On July 6, law enforcement officials from Arizona Game and Fish Department recovered the body of Mexican Gray Wolf. The carcass was found near Big Lake in the Apache and Sitgreaves National Forests.
The carcass is that of AM806, an adult male wolf that was released into the Blue Range Wolf Recovery Area in 2006. The recovery area includes 4.4 million acres in the Gila National Forest in New Mexico and Arizona’s Apache National Forest.
This is the third wolf death documented within the recovery area this year.
In 1976, the federal government listed the Mexican gray wolf for protection under the Endangered Species Act. The following year, biologists began capturing wolves in Mexico to establish a captive breeding program in the United States. In the spring of 1998, scientists released the first of those wolves from pens in the Apache National Forest in Arizona.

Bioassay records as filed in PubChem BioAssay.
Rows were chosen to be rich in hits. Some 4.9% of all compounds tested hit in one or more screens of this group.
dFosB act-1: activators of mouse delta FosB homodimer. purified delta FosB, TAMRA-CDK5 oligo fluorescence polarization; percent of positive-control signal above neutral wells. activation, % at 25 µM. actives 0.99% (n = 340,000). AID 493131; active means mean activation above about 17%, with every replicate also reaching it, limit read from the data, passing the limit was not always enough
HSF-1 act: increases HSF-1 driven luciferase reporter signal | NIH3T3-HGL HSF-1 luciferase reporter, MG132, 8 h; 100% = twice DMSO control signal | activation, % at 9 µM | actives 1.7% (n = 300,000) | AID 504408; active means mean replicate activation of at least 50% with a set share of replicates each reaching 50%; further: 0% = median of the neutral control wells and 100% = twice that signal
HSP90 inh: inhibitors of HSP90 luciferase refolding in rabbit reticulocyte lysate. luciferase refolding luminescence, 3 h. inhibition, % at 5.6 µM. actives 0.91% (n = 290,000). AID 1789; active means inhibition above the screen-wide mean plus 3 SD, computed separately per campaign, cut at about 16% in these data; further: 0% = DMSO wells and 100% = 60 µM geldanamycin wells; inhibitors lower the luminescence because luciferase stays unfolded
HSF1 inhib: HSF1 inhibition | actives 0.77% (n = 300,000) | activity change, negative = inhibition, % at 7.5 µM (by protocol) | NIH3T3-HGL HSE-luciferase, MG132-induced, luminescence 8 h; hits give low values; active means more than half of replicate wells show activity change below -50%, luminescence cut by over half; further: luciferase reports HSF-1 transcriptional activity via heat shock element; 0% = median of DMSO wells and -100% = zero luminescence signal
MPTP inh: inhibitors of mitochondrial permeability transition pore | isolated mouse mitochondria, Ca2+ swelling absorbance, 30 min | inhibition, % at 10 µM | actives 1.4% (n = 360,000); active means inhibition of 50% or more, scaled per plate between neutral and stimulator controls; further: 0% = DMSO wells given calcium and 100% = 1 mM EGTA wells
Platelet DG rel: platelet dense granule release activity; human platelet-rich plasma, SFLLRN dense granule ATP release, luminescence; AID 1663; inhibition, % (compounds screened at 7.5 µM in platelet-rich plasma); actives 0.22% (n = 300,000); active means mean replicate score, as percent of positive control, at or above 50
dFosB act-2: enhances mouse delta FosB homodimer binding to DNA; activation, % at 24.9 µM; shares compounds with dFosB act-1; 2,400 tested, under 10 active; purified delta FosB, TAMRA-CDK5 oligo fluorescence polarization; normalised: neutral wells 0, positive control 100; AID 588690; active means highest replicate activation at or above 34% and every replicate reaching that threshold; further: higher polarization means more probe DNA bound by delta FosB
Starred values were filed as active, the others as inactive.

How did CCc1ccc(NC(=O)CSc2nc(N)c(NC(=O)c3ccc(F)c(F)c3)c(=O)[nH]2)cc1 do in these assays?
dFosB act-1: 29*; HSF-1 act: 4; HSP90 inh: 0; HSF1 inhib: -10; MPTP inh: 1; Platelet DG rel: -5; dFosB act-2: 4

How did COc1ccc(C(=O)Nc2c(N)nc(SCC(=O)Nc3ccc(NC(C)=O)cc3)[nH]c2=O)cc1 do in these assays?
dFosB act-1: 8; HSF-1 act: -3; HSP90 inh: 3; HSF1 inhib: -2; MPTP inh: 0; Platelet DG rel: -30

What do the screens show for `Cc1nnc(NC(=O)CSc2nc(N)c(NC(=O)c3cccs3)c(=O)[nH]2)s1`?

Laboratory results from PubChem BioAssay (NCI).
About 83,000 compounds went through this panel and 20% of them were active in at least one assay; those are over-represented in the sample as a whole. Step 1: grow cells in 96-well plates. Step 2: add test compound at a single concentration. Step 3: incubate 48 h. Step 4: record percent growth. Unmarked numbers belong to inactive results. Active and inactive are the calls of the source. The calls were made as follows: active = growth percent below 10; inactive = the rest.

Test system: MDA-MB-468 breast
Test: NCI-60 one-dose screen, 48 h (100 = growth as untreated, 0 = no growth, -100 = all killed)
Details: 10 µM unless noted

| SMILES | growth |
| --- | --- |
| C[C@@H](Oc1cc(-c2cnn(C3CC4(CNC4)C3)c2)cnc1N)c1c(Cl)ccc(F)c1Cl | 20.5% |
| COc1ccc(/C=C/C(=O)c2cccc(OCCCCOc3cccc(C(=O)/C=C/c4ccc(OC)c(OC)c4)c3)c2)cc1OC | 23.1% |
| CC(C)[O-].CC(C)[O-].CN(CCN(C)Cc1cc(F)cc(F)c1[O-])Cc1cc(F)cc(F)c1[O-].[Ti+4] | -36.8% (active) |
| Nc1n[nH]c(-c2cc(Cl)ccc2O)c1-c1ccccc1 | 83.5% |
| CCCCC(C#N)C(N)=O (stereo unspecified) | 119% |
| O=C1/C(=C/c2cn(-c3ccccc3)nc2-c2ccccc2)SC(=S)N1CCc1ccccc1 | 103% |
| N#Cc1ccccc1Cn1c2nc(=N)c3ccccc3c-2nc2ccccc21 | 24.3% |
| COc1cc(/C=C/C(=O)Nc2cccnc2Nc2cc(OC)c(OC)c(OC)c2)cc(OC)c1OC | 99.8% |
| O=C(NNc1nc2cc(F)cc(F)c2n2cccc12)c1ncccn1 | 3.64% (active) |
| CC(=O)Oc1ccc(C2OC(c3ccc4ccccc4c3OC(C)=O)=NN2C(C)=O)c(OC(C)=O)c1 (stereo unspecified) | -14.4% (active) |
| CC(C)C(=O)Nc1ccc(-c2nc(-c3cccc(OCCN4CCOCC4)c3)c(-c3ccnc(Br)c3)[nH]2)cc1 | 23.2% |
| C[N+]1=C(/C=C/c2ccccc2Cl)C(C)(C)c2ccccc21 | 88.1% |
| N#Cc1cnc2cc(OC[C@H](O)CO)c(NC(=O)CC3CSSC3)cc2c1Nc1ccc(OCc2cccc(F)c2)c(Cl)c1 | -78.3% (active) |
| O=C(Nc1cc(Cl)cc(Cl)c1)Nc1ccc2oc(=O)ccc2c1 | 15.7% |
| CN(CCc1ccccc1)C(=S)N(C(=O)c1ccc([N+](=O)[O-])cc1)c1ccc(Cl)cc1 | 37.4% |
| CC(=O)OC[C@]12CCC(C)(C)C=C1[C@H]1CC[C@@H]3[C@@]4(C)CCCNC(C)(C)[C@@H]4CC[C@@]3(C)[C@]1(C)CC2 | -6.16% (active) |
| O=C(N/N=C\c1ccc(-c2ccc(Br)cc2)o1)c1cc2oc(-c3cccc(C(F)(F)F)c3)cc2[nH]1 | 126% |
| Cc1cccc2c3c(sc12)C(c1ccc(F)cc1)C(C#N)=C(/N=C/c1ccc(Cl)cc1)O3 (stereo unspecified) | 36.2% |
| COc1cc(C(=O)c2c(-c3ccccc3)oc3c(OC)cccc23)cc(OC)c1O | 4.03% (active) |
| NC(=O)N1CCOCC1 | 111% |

According to the latest tally from the US Fish and Wildlife Service’s Mexican Gray Wolf Recovery Program, there are currently 30 wolves with functional radio collars dispersed among 14 packs and also one single wolf within the recovery area. The program also recently designated two new packs in June, the Elk Horn Pack and Canyon Creek Pack.
All told, until the death of AM806, program scientists estimated there were 58 wolves living in the recovery area.
According to Tom Buckley, with the US Fish and Wildlife Service, the cause of the wolf’s death remains under investigation. The carcass has been sent to a federal forensics laboratory in Ashland, OR.
To listen to KUNM’s past coverage of Mexican wolf recovey, visit: